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Into the Okavango: Why the present moment is the most important moment

Friday afternoon of the New Hampshire Film Festival, The Music Hall hosted the first viewing of Into the Okavango, a documentary directed, written and produced by Neil Gelinas, and co-written by Brian Newell. This documentary, presented by National Geographic, was filmed over the course of a four-month expedition in the Okavango Delta, and follows the exploration of ornithologist, Steve Boyest, PhD, in South Africa.

In today’s world of technology and social media, people rarely pay attention to reality and what surrounds them. The present moment has become more important than the future and the past. It’s really easy to forget about what’s to come in this crazy stream of information falling on us everyday. However, in Into the Okavango, we follow Steve Boyest as he challenges this societal norm by putting himself in conditions where he is absolutely cut off from civilization in order to provide scientific and environmental research that will have a positive impact in the future.

Along with him on his four-month journey, Boyest takes a young marine biologist, passionate about her future, and an old man from a tribe who’s scared to forget about his past, and takes them on a trip through three countries: Angola, Namibia and Botsvana, to discover reasons for the Okavango’s river drought.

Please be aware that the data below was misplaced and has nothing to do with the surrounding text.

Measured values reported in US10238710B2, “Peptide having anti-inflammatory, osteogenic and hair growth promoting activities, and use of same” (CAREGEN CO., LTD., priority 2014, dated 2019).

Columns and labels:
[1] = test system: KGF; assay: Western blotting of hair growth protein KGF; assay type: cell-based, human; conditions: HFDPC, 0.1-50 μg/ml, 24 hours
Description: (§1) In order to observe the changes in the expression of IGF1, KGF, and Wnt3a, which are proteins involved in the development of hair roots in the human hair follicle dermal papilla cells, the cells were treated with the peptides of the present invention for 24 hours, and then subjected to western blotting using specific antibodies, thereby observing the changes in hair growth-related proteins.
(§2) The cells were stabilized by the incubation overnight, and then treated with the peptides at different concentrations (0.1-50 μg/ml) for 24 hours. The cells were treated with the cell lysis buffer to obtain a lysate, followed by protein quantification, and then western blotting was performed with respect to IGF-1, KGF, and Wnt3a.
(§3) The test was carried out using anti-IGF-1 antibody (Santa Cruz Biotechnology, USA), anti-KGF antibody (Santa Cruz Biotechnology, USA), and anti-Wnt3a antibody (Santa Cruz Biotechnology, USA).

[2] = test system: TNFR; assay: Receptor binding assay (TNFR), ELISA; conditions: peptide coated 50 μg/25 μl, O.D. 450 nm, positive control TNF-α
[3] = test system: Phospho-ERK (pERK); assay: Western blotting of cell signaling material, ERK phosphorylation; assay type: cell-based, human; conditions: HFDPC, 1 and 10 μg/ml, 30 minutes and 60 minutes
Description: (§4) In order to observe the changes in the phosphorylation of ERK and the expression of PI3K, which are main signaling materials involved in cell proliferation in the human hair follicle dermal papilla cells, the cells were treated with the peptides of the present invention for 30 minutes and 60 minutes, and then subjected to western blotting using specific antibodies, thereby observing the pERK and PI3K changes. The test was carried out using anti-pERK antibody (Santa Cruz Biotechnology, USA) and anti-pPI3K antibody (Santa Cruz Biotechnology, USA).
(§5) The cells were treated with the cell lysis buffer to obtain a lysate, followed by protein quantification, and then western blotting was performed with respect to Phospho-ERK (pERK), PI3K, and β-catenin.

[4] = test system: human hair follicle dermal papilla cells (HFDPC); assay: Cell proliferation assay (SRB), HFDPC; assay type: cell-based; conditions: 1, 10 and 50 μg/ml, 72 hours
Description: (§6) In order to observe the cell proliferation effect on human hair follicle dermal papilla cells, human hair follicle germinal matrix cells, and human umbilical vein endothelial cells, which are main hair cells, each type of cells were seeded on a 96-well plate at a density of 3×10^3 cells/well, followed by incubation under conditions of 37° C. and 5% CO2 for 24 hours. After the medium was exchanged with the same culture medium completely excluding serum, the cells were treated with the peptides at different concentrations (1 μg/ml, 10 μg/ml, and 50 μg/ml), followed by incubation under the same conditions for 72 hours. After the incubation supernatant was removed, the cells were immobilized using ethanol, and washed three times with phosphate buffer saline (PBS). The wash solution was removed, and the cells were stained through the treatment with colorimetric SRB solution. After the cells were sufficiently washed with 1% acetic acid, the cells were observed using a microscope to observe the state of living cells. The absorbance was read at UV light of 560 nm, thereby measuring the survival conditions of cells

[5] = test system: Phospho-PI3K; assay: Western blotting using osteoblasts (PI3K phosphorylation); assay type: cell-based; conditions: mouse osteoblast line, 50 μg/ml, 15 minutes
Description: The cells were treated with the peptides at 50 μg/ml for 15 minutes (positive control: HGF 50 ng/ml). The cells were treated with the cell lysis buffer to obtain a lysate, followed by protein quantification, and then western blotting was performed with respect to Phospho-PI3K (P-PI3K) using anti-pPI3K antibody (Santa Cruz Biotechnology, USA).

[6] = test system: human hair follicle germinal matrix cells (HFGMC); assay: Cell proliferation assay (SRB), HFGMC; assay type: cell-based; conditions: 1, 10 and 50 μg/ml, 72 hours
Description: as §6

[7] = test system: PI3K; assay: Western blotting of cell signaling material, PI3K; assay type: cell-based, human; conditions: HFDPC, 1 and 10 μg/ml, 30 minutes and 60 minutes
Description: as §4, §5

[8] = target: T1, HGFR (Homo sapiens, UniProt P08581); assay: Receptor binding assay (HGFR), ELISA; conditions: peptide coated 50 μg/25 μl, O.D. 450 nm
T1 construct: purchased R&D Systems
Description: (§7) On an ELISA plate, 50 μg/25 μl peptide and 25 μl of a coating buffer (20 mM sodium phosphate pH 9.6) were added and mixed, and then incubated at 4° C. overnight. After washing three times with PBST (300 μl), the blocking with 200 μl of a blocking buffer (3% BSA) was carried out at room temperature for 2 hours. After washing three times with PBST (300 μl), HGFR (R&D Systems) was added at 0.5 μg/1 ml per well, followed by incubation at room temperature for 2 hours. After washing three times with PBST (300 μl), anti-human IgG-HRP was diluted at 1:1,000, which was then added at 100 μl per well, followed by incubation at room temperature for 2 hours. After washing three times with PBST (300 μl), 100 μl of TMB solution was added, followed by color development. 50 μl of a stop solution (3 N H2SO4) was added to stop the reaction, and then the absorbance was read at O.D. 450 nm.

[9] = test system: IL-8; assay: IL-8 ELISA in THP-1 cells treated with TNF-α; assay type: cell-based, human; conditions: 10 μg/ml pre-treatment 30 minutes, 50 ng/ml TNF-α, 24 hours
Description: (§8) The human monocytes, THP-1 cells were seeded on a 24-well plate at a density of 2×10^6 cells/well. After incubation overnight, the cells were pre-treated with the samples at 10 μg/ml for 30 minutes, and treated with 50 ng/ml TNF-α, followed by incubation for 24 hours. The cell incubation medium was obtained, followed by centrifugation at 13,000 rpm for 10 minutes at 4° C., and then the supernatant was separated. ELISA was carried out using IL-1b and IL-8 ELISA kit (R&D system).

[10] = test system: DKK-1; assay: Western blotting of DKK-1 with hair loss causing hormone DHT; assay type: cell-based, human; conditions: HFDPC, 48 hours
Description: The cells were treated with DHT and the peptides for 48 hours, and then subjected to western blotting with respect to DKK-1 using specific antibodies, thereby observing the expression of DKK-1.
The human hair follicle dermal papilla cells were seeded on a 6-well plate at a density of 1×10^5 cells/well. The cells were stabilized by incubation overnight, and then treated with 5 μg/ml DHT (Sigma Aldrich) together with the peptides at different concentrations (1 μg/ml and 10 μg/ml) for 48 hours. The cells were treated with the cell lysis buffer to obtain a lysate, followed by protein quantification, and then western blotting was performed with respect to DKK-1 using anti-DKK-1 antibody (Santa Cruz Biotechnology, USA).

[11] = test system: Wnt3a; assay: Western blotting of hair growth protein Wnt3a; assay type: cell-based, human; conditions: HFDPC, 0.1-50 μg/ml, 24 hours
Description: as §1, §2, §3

War in Angola has took place from the end of the 20th century to the beginning of 21st century. One of the numerous devastating consequences is a complete destruction of Okavango’s river delta. Due to endless hostilities and a tremendous amount of land mines in the area, the delta of Okavango river has gone completely drought and caused all the wildlife to migrate to other parts of the river system. This migration has caused a great extermination of elephants because their new settlement is based in popular hunting territory.

It took Steve Boyest and his team the entire trip to discover the reasons behind this ecological catastrophe. This influential research on Okavango’s wildlife could help save its wilderness and the river’s environment. A discovery such as this allowed the team to reflect on the importance of time and the connection between present, future and the past.

There are a lot of ecological problems existing in today’s world because of past mistakes, and, in order to not harm our future, it’s very important to provide ecological researches and expeditions to be able to save our planet. Because of people like Steve Boyest and his crew, there is a possibility to save the place we all call home.

You can catch this film again on Saturday at 2:10 p.m. at The Music Hall Loft.

By Nikita Serdiuk